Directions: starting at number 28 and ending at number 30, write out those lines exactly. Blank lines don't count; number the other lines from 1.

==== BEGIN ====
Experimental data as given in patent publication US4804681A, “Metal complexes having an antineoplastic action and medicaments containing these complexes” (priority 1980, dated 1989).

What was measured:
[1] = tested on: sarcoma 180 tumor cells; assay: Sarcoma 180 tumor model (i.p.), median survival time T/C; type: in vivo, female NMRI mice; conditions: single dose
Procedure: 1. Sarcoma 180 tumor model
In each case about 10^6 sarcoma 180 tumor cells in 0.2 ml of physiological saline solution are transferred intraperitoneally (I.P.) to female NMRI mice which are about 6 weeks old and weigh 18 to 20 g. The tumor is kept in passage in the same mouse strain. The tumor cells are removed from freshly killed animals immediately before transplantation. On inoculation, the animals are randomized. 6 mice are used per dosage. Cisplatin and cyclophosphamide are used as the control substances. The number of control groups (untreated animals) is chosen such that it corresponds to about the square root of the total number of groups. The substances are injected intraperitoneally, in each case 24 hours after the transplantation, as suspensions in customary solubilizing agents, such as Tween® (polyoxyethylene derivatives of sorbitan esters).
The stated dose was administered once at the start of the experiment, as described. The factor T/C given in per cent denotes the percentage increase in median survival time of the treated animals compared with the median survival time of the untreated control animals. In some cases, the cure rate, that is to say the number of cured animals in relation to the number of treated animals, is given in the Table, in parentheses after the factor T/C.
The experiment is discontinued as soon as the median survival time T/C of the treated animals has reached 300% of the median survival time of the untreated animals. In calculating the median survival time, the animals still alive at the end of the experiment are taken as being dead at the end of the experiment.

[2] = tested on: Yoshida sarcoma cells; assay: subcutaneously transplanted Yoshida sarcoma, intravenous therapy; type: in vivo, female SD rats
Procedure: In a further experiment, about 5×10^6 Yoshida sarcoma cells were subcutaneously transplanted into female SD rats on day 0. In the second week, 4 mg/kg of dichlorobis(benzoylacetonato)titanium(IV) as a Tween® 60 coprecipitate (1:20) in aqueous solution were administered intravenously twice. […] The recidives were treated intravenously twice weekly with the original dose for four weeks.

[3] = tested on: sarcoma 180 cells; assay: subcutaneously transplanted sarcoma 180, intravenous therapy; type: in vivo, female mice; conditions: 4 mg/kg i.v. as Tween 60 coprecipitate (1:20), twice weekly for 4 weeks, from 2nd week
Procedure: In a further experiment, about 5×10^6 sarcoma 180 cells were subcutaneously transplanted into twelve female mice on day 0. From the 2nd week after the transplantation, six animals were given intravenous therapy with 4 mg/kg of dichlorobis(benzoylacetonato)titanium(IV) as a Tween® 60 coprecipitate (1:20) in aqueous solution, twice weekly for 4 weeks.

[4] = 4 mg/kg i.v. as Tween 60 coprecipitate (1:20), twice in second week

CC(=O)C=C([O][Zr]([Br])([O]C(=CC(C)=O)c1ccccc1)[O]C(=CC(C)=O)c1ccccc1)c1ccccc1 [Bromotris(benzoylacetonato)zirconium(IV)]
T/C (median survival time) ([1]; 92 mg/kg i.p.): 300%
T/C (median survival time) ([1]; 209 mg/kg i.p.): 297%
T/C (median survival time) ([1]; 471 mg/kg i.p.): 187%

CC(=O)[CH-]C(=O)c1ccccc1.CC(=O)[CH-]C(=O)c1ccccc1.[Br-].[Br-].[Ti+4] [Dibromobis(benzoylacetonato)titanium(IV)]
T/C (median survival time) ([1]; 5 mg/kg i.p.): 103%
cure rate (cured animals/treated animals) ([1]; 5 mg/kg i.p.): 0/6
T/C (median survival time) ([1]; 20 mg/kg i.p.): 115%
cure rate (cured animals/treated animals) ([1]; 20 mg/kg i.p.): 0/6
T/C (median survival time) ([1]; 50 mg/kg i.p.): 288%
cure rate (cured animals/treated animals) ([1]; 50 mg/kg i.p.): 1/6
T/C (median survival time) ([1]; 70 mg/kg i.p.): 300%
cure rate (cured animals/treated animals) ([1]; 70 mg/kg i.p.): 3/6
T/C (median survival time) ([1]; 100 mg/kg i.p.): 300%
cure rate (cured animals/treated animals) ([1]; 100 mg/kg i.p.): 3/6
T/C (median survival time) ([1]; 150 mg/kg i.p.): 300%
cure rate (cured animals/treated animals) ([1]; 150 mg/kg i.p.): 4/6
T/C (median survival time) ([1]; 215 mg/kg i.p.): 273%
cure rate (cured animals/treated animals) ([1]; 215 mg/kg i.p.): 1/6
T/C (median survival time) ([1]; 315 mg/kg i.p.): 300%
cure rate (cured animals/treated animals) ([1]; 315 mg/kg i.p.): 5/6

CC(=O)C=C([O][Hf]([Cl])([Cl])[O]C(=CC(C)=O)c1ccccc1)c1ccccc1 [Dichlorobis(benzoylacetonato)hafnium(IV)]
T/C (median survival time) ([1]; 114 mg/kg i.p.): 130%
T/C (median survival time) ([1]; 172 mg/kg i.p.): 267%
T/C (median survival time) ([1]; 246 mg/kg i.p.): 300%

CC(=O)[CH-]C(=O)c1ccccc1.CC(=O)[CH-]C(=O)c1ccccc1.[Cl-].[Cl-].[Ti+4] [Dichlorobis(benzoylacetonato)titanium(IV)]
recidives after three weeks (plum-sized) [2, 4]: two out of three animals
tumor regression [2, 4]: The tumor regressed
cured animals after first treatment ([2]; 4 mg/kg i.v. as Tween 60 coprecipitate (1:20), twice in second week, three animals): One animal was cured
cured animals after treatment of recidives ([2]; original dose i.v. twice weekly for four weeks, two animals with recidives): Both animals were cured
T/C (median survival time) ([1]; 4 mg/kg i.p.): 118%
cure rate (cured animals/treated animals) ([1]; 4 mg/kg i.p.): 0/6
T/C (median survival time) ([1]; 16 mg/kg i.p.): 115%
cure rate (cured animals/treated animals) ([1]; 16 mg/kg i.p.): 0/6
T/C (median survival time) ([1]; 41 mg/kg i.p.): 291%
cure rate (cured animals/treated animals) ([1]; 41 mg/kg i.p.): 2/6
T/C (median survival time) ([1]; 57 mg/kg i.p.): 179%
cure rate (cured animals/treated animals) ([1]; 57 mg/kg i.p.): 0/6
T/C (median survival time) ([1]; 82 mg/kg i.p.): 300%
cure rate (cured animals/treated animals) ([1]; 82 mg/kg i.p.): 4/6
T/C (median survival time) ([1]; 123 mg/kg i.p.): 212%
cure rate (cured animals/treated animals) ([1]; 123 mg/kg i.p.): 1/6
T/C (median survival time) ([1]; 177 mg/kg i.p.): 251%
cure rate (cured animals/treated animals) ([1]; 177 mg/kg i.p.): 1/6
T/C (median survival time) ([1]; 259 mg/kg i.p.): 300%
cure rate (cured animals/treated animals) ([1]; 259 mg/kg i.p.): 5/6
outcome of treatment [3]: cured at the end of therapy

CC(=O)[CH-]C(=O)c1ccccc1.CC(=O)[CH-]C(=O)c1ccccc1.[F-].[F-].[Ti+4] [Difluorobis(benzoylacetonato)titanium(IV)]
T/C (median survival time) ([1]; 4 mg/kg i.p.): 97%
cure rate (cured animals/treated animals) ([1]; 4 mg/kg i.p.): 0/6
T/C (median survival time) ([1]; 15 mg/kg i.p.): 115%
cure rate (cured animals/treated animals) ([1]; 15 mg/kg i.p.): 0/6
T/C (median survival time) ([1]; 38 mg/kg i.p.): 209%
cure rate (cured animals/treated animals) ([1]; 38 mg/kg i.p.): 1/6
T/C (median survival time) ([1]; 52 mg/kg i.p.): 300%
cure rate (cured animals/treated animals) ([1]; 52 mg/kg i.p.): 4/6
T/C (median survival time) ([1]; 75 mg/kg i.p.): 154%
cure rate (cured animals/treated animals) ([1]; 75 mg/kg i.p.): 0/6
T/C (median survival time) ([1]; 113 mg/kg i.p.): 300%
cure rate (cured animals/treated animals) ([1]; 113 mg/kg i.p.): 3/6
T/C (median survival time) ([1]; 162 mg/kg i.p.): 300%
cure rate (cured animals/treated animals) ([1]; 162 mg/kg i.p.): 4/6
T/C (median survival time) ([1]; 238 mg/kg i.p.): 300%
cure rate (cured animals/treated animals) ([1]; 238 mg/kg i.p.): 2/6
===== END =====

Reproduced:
T/C (median survival time) ([1]; 150 mg/kg i.p.): 300%
cure rate (cured animals/treated animals) ([1]; 150 mg/kg i.p.): 4/6
T/C (median survival time) ([1]; 215 mg/kg i.p.): 273%